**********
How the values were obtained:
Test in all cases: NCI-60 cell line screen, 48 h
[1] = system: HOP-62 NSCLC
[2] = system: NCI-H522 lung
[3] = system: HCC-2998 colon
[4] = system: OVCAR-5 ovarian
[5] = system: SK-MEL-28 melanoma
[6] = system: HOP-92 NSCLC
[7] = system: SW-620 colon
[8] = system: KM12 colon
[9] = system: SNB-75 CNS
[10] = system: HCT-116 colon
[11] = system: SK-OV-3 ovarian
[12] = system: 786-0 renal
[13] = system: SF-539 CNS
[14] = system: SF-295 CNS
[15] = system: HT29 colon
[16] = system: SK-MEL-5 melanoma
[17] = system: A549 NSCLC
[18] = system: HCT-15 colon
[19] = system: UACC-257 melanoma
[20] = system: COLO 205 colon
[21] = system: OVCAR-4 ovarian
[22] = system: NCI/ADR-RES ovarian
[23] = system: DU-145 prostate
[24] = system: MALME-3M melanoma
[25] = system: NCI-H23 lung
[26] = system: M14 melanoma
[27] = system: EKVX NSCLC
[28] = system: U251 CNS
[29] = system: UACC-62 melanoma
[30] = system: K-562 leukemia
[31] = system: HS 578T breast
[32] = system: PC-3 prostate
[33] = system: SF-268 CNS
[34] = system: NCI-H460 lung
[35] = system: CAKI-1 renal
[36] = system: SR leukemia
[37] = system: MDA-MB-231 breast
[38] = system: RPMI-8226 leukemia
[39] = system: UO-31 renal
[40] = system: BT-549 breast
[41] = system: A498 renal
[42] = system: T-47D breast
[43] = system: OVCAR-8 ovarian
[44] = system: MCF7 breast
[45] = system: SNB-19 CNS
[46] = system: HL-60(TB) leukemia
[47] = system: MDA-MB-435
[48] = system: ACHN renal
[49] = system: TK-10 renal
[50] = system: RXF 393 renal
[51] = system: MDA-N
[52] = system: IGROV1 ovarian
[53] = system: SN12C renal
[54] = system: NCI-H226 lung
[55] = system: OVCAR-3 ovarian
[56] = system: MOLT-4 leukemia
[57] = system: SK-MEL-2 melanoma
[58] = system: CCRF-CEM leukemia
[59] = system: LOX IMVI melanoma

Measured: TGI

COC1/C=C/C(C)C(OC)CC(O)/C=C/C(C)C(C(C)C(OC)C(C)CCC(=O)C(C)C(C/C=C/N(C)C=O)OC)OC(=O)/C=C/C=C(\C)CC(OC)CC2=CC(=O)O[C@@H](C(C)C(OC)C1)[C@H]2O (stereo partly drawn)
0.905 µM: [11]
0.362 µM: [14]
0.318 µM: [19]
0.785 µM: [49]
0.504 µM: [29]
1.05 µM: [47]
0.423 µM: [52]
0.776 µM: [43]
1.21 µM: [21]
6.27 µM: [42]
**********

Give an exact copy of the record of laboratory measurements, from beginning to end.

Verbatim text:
How the values were obtained:
Test in all cases: NCI-60 cell line screen, 48 h
[1] = system: HOP-62 NSCLC
[2] = system: NCI-H522 lung
[3] = system: HCC-2998 colon
[4] = system: OVCAR-5 ovarian
[5] = system: SK-MEL-28 melanoma
[6] = system: HOP-92 NSCLC
[7] = system: SW-620 colon
[8] = system: KM12 colon
[9] = system: SNB-75 CNS
[10] = system: HCT-116 colon
[11] = system: SK-OV-3 ovarian
[12] = system: 786-0 renal
[13] = system: SF-539 CNS
[14] = system: SF-295 CNS
[15] = system: HT29 colon
[16] = system: SK-MEL-5 melanoma
[17] = system: A549 NSCLC
[18] = system: HCT-15 colon
[19] = system: UACC-257 melanoma
[20] = system: COLO 205 colon
[21] = system: OVCAR-4 ovarian
[22] = system: NCI/ADR-RES ovarian
[23] = system: DU-145 prostate
[24] = system: MALME-3M melanoma
[25] = system: NCI-H23 lung
[26] = system: M14 melanoma
[27] = system: EKVX NSCLC
[28] = system: U251 CNS
[29] = system: UACC-62 melanoma
[30] = system: K-562 leukemia
[31] = system: HS 578T breast
[32] = system: PC-3 prostate
[33] = system: SF-268 CNS
[34] = system: NCI-H460 lung
[35] = system: CAKI-1 renal
[36] = system: SR leukemia
[37] = system: MDA-MB-231 breast
[38] = system: RPMI-8226 leukemia
[39] = system: UO-31 renal
[40] = system: BT-549 breast
[41] = system: A498 renal
[42] = system: T-47D breast
[43] = system: OVCAR-8 ovarian
[44] = system: MCF7 breast
[45] = system: SNB-19 CNS
[46] = system: HL-60(TB) leukemia
[47] = system: MDA-MB-435
[48] = system: ACHN renal
[49] = system: TK-10 renal
[50] = system: RXF 393 renal
[51] = system: MDA-N
[52] = system: IGROV1 ovarian
[53] = system: SN12C renal
[54] = system: NCI-H226 lung
[55] = system: OVCAR-3 ovarian
[56] = system: MOLT-4 leukemia
[57] = system: SK-MEL-2 melanoma
[58] = system: CCRF-CEM leukemia
[59] = system: LOX IMVI melanoma

Measured: TGI

COC1/C=C/C(C)C(OC)CC(O)/C=C/C(C)C(C(C)C(OC)C(C)CCC(=O)C(C)C(C/C=C/N(C)C=O)OC)OC(=O)/C=C/C=C(\C)CC(OC)CC2=CC(=O)O[C@@H](C(C)C(OC)C1)[C@H]2O (stereo partly drawn)
0.905 µM: [11]
0.362 µM: [14]
0.318 µM: [19]
0.785 µM: [49]
0.504 µM: [29]
1.05 µM: [47]
0.423 µM: [52]
0.776 µM: [43]
1.21 µM: [21]
6.27 µM: [42]